There are many ways for a film to go wrong, and while HELLBOY may not have explored all of them, it has certainly come very close. Dialogue that is not nearly as clever as it thinks it is, editing that teeters between pedestrian and laughable, and a story that is merely an excuse for carnage… Read More »
There is a wondrously cheesy sincerity to SHAZAM! that makes its weak spots irrelevant. It is, in many ways, as pure of heart as its champion, and just as giddy about discovering that magic is real. Plus, there’s that flaming Santa running for his life during the climactic final face-off between good and evil.
There is much to unpack in Jordan Peele’s deeply disturbing, darkly funny horror film, US. As it twists and turns through its doppelganger premise, the scariest part of the action isn’t the fear of home invasion by strangers out for slow, painstaking revenge.
Alex Gibney makes a subtle, but salient, point in THE INVENTOR: OUT FOR BLOOD IN SILICON VALLEY. While recounting the curious story of Elizabeth Holmes and Theranos, the billion-dollar company she founded, he draws the obvious comparison between Holmes and her idol, Thomas Edison, but he doesn’t stop there. Using the tropes of a suspense… Read More »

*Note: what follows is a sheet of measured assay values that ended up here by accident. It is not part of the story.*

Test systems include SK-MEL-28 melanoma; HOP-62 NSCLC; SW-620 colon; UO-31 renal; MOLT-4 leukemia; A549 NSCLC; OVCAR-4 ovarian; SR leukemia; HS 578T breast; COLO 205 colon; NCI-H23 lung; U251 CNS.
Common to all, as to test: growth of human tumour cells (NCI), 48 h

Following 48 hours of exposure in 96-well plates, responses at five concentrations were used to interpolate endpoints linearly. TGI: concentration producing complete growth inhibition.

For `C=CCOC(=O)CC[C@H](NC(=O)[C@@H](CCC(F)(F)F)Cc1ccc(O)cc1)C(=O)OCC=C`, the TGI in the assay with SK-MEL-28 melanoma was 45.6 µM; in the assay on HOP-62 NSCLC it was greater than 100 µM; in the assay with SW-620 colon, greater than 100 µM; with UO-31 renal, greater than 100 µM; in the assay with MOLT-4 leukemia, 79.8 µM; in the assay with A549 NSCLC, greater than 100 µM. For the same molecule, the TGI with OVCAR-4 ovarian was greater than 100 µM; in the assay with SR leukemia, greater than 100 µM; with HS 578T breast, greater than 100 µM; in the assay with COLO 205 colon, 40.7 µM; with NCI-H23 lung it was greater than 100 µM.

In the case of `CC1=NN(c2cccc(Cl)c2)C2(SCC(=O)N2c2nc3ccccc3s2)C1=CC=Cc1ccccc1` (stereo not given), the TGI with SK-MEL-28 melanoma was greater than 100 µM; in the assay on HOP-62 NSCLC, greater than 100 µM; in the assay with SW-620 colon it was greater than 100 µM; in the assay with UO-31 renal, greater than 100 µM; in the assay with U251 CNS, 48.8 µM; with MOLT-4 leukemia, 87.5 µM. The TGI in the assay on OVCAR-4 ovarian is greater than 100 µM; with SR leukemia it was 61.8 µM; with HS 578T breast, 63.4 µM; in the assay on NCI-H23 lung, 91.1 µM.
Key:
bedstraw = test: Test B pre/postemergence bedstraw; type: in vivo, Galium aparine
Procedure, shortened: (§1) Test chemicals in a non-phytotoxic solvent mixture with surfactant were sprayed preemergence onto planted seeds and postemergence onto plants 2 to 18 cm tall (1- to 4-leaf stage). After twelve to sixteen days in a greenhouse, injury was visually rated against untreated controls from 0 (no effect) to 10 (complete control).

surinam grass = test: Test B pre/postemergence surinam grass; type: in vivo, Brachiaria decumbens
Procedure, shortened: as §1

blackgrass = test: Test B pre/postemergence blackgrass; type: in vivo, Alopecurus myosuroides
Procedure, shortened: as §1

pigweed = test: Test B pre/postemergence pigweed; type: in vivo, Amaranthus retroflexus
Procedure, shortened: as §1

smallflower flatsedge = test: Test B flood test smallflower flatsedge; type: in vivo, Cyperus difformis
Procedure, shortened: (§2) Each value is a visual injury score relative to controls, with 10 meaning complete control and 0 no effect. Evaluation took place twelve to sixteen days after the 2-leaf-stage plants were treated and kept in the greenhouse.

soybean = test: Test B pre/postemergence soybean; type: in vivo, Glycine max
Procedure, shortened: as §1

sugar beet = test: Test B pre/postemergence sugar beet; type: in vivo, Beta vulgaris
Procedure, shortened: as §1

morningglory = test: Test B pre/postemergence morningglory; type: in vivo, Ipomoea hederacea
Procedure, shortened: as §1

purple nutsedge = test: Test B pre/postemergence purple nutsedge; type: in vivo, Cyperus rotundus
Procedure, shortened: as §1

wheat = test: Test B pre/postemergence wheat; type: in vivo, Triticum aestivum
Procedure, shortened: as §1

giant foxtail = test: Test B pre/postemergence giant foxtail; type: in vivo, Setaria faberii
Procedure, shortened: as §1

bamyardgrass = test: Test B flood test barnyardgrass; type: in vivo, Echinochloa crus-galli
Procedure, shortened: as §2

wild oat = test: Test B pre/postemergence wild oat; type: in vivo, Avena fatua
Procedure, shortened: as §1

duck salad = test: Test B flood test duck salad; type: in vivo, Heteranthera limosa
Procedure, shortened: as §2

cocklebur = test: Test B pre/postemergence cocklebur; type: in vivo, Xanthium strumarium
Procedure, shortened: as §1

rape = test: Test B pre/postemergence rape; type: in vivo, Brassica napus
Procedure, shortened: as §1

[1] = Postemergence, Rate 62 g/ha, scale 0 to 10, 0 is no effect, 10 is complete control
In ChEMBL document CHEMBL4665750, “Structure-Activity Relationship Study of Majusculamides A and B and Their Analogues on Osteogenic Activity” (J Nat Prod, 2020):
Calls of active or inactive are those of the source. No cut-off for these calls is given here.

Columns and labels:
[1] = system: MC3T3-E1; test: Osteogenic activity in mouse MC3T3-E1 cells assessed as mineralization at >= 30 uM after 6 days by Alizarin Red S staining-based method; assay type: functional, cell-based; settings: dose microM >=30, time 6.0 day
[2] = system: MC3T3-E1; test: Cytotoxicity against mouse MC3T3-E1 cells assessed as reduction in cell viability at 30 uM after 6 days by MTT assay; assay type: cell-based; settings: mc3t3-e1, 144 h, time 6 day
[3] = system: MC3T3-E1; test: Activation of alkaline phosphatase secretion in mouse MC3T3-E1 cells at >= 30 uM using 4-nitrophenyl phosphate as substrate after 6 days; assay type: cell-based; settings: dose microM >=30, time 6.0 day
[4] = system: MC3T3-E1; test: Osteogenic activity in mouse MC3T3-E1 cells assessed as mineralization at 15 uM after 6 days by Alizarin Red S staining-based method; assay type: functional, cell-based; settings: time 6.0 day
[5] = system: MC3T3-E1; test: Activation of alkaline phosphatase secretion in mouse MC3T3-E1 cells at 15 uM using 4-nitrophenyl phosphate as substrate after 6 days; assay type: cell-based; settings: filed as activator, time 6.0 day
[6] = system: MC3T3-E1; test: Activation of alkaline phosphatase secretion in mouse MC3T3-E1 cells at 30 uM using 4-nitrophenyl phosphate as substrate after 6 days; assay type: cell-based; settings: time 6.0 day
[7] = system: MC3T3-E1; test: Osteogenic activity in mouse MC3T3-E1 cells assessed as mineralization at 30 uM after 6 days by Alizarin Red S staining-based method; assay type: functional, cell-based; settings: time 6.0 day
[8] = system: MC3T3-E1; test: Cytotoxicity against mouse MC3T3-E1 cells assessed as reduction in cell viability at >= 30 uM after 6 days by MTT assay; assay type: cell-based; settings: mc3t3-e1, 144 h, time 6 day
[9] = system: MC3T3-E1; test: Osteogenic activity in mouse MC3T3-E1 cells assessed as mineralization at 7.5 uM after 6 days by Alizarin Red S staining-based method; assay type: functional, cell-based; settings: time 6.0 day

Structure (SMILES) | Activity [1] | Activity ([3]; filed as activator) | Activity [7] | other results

Ah, the timeless tale of a boy and his dragon. As recounted in HOW TO TRAIN YOUR DRAGON I and II, it was magical. Even more magical is that the final part of the trilogy, HOW TO TRAIN YOUR DRAGON: THE HIDDEN WORLD is the equal of the first two without being a repeat of either installment.
It’s a clever premise that propels ISN’T IT ROMANTIC, using the idiom of rom-coms to give us just that, but a rom-com that affirms that the regular Joe and Jane out there can also be the star. One that deconstructs every cliché with self-aware relish, while also staying open to the magic of true love.… Read More »
It is with great relief that I report on an American remake of a fine French film that doesn’t drain me of the will to live. After DINNER FOR SCHMUCKS and FATHER’S DAY, the travesties of which haunt me to this very day, Neil Burger’s THE UPSIDE captures most of the essence of what made… Read More »
We learn many things in M. Night Shyamalan’s GLASS. We learn that the Philadelphia police department has an abysmal response time. We learn that a fully staffed psychiatric hospital has only two orderlies its employ. And we learn that James McAvoy still cries more manfully than any other actor working today. Possibly ever. He is… Read More »
One comes away from HOLMES AND WATSON bemused. The stunning lack of entertainment value in a film starring Will Ferrell and John C. Reilly is almost a body blow, such is its unremitting ineptitude. Using as its premise the same spoofery done much better by the Wayans Brothers in their series of SCARY MOVIE riffs,… Read More »
There is little that tugs more insistently at my heartstrings, cinematically at least, than a film that genuinely means well and falls short. And so it is with WELCOME TO MARWEN, a showcase of CGI and of Steve Carrell’s dramatic chops, but of little else. The story is based on the life of Mark Hogencamp,… Read More »